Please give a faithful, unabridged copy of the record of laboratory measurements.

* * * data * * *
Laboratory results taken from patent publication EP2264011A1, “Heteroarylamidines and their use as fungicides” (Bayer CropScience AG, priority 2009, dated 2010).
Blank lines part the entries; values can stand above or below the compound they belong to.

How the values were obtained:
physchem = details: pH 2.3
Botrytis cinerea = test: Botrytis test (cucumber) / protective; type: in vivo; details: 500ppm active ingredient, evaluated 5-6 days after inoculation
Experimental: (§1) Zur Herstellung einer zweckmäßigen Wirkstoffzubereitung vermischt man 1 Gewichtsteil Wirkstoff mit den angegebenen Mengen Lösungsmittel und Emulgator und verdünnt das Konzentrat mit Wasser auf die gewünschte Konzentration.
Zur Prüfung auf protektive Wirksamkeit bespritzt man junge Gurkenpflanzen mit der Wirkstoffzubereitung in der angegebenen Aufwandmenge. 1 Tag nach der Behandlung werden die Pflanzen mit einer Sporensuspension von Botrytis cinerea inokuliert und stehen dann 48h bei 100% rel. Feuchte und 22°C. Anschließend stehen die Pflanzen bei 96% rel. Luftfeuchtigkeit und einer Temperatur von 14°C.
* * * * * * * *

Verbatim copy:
Laboratory results taken from patent publication EP2264011A1, “Heteroarylamidines and their use as fungicides” (Bayer CropScience AG, priority 2009, dated 2010).
Blank lines part the entries; values can stand above or below the compound they belong to.

How the values were obtained:
physchem = details: pH 2.3
Botrytis cinerea = test: Botrytis test (cucumber) / protective; type: in vivo; details: 500ppm active ingredient, evaluated 5-6 days after inoculation
Experimental: (§1) Zur Herstellung einer zweckmäßigen Wirkstoffzubereitung vermischt man 1 Gewichtsteil Wirkstoff mit den angegebenen Mengen Lösungsmittel und Emulgator und verdünnt das Konzentrat mit Wasser auf die gewünschte Konzentration.
Zur Prüfung auf protektive Wirksamkeit bespritzt man junge Gurkenpflanzen mit der Wirkstoffzubereitung in der angegebenen Aufwandmenge. 1 Tag nach der Behandlung werden die Pflanzen mit einer Sporensuspension von Botrytis cinerea inokuliert und stehen dann 48h bei 100% rel. Feuchte und 22°C. Anschließend stehen die Pflanzen bei 96% rel. Luftfeuchtigkeit und einer Temperatur von 14°C.